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29 March 2017

New Arctic ‘Doomsday Library’ Aims to Preserve the World’s Knowledge

Following the success of the Global Seed Vault, a ‘Noah’s Ark’ of sorts designed to house vast stores of seeds in order to repopulate the Earth in case of global catastrophe, a similar effort is now taking place this time focusing on the plethora of books, cultural text and other writings currently held only in a fragile physical form.

The entrance to the Global Seed Vault   - Img: Erlend Bjørtvedt
Within the new library, located in Svalbard, Norway, important texts will instead be stored on film, rendering them invulnerable to the cyber-attacks that are only increasing in prevalence in recent years. The storage facility itself is designed to ensure that the data survives the most extreme conditions, including nuclear war.

The storage technology used to preserve the data has been created by technology firm Piql, which developed the film with funding and support from the EU, the Norwegian Research Council, and Innovation Norway.

Speaking to Norwegian national broadcaster NRK, Kartrine Loen Thomson from Piql said, “We believe that we can save the data using our technology for a whole 1,000 years.”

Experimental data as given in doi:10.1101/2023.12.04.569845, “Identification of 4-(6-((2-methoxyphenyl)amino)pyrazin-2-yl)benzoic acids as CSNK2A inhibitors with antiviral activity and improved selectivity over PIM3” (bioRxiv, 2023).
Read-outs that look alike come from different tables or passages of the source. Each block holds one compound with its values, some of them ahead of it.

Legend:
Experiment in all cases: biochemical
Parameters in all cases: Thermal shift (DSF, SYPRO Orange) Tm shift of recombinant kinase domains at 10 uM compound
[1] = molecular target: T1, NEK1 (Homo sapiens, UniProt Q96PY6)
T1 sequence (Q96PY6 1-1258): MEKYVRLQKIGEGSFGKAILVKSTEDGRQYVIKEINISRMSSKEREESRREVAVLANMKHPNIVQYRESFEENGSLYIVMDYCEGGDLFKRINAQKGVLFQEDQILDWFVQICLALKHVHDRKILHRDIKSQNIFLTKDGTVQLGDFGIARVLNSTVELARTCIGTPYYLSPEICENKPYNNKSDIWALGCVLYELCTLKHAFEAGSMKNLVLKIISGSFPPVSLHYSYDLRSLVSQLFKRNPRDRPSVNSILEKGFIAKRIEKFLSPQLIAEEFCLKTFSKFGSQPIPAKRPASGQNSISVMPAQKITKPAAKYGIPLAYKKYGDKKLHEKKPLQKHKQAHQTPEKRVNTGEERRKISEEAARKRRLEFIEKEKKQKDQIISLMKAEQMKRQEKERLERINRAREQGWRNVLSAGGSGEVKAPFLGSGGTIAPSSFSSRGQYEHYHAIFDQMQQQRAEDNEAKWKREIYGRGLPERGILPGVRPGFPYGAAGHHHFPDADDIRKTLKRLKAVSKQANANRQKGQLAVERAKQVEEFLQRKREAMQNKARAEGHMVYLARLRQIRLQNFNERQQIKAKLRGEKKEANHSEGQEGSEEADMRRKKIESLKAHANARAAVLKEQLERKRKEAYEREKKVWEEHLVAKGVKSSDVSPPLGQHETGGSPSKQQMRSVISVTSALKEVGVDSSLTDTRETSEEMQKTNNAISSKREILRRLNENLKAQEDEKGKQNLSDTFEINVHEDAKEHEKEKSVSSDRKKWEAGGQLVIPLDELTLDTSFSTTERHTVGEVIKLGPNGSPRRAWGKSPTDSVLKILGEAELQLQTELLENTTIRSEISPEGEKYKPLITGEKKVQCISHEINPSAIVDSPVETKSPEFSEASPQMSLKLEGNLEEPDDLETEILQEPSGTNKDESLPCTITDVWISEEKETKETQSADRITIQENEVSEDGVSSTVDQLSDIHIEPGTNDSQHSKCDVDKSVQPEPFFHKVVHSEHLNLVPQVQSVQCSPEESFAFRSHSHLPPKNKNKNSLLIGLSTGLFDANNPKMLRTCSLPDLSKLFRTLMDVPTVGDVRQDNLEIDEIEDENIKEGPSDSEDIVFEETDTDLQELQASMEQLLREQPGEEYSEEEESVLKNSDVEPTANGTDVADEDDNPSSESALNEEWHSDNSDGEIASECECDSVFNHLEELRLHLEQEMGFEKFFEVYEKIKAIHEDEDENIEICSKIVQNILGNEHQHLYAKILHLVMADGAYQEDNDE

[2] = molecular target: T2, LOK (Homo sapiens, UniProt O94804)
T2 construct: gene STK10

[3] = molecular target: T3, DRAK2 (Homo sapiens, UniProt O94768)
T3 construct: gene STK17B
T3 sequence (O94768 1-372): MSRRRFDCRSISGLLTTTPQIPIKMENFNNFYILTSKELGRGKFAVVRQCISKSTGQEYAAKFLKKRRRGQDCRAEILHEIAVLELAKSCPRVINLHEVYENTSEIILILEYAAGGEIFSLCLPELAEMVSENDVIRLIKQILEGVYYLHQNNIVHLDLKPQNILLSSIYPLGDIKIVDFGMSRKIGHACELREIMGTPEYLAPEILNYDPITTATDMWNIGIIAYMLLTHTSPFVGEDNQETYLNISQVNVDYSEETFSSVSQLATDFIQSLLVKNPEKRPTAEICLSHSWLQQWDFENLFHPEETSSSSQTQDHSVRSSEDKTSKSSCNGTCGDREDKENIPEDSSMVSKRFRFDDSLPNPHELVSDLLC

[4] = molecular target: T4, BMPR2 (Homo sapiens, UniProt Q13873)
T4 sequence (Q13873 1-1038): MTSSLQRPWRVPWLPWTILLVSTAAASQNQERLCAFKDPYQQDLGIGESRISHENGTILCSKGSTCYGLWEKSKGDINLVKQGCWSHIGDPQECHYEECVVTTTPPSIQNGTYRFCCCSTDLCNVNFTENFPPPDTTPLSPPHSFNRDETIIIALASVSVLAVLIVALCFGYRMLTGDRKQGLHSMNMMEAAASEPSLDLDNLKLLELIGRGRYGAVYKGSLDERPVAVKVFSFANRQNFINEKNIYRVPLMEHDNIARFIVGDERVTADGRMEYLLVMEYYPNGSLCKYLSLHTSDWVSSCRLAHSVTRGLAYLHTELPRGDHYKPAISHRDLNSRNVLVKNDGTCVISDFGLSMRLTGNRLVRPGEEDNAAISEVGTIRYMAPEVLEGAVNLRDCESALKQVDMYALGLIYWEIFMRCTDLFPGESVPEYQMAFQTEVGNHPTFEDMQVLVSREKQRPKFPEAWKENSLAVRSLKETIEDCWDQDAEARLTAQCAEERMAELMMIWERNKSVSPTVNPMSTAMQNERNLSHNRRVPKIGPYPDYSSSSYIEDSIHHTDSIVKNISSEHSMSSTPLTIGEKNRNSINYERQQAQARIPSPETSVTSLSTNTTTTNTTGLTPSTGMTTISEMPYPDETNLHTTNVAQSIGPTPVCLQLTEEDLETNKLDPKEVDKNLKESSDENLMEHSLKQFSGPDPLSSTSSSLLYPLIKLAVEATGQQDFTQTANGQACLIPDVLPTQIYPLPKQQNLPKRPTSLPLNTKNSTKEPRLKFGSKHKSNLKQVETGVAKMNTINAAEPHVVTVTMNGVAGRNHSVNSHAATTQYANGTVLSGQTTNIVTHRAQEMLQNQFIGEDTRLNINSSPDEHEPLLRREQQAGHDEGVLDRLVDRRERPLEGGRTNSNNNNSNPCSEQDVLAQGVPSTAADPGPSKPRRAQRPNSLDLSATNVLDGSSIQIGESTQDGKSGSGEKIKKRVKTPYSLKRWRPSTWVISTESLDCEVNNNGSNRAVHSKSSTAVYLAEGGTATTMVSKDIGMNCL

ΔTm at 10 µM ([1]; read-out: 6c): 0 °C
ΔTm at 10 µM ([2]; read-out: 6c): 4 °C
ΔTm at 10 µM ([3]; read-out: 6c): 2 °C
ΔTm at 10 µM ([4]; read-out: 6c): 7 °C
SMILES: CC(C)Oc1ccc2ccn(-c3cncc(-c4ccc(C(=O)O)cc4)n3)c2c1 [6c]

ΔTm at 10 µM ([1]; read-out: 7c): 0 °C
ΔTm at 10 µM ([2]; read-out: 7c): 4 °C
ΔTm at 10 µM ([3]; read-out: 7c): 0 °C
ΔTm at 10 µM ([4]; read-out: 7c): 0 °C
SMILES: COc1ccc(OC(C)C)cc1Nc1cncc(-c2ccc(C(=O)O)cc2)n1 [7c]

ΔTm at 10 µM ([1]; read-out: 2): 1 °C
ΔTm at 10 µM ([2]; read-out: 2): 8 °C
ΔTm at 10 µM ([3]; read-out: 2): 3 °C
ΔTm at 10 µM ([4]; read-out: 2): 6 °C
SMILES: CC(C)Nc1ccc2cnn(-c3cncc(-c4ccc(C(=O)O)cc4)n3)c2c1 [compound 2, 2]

Norway, Brazil and Mexico will be the first countries to saves copies of their files within the vault.

The vault itself is located in a deep mine known as Mine 3, frozen in the permafrost of the Norwegian archipelago. The location has been selected due to the ramifications of the 1920 Svalbard Treaty, which gave Norway sovereignty over the area and essentially rendered Svalbard a demilitarised zone.

Pal Berg, from SNSK, a Norwegian coal mining firm, said, “We can be reasonably confident that no military attack will happen.”

Sam Bonson

Sam is an aspiring novelist with a passion for fantasy and crime thrillers. He is currently working as a content writer, journalist & editor in an attempt to expand his horizons.